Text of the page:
Utley hasn’t been cheated either. Though Jackson pointed out that the ballparks in Philadelphia and New York are “small,” Utley hasn’t hit any squeakers. The homers Utley hit in Game 5 were gone by the time he made contact. In fact, Utley uncharacteristically pulled a bit a Reggie on his first-inning homer on Monday night when he flipped his bat aside and watched it sail toward the right-field fence ever-so briefly.

Jackson, of course, was famous for posturing on his homers. His style was the antithesis of Utley’s but as far as that goes, Jackson is a huge fan of the Phillies’ second baseman. In fact, Jackson greeted Utley when the Phillies came out on the field for batting practice before Game 6 on Wednesday to congratulate him on tying the record.

As far as the comparison between the two World Series home run kings go, that’s about all they have in common. Jackson demanded attention on and off the field. Utley gets the attention because of what he does on the field. He’s not interesting in having it any other way.

“We’re different type of players,” Jackson said. “But he hit 30 home runs, [and] that’s a lot of home runs. I don’t want to compare he and I. He’s a great hitter. But it’s not about style—it’s about winning. That’s what is important.”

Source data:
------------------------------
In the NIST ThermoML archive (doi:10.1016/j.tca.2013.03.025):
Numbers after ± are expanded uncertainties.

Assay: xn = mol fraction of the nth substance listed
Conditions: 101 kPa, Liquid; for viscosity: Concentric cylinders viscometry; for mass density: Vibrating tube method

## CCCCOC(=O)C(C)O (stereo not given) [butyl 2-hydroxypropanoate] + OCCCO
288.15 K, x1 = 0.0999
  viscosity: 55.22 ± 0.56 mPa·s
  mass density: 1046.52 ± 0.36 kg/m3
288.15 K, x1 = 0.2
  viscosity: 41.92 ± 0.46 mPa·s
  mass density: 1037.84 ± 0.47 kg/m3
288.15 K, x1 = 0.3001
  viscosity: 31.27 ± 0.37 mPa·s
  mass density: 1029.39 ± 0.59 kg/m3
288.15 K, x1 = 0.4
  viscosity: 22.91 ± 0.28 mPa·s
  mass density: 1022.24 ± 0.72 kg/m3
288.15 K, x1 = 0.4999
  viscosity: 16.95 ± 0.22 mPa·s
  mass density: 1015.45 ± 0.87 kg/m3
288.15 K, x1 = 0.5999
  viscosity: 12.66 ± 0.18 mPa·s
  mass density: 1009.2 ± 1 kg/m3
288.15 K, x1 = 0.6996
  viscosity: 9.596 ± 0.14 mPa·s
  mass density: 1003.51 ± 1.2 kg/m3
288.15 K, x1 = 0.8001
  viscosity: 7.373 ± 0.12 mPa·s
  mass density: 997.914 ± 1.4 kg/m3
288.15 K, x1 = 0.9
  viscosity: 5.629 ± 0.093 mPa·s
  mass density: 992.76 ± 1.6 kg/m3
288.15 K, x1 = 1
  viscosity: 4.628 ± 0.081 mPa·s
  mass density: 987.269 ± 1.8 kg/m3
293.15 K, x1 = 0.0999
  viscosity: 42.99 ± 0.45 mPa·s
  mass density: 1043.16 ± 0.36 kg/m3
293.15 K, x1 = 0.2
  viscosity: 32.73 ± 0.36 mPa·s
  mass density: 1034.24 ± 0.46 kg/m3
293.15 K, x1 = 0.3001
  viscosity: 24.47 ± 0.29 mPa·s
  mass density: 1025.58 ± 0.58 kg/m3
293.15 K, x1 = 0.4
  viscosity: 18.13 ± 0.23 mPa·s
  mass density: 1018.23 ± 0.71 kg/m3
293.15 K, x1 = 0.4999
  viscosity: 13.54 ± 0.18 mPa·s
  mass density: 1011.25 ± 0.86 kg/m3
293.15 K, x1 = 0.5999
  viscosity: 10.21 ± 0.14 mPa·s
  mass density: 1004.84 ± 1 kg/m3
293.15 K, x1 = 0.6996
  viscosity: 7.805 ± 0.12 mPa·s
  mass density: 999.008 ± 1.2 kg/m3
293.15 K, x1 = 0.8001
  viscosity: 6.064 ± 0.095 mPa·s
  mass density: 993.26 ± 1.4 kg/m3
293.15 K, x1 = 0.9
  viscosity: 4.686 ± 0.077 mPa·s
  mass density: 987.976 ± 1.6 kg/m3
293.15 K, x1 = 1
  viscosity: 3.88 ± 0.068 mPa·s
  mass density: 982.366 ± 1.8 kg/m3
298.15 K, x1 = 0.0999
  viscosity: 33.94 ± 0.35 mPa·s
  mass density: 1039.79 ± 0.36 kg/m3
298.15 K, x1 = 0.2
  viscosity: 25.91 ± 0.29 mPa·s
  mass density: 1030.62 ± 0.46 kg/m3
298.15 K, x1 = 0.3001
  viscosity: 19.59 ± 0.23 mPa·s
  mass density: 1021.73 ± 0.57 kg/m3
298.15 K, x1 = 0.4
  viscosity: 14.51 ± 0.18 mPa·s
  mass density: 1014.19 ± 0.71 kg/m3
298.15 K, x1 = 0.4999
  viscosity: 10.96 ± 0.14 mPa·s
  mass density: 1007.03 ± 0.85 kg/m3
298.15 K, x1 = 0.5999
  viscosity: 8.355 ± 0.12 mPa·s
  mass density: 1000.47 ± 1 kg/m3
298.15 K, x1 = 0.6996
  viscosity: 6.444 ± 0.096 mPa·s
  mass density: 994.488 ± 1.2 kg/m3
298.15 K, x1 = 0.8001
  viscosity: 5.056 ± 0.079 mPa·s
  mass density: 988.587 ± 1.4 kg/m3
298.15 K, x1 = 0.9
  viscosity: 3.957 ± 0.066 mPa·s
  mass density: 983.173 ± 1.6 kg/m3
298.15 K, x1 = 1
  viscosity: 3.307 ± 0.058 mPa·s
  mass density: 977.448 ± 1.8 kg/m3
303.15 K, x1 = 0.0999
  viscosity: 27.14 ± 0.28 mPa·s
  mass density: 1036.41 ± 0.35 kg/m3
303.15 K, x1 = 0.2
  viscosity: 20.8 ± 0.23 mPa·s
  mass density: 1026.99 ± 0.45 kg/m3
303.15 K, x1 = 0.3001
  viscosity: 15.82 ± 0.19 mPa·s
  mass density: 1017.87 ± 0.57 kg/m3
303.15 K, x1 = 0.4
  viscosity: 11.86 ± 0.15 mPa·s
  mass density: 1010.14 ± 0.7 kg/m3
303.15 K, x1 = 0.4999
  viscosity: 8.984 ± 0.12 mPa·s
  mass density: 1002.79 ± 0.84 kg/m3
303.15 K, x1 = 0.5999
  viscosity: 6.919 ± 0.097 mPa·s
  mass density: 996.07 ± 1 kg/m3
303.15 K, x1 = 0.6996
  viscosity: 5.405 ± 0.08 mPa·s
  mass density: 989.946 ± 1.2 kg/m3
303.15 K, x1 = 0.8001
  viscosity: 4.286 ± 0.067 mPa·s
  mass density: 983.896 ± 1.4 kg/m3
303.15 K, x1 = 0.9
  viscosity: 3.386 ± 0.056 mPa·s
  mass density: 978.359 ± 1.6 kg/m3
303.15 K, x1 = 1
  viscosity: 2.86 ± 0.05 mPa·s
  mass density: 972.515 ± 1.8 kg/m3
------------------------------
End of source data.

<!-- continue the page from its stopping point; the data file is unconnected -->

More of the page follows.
Said manager Charlie Manuel about Utley: “Actually he don’t like for you to say a whole lot of things about him. But he’s one of the most prepared, one of the most dedicated, he has the most desire and passion to play the game that I’ve ever been around.”

After the brief conversation with Utley, Jackson walked away even more impressed, especially when Mr. October was told that the record only matters if the Phillies win the World Series.

Otherwise, who cares?

reggie_1977“He’s old school,” Jackson said about Utley. “When you talk to Chase Utley and hear what he focuses on, he really doesn’t care to talk about it much. They’re down 3-2 and that’s where he’s at, and I admire that. I admire that professionalism.”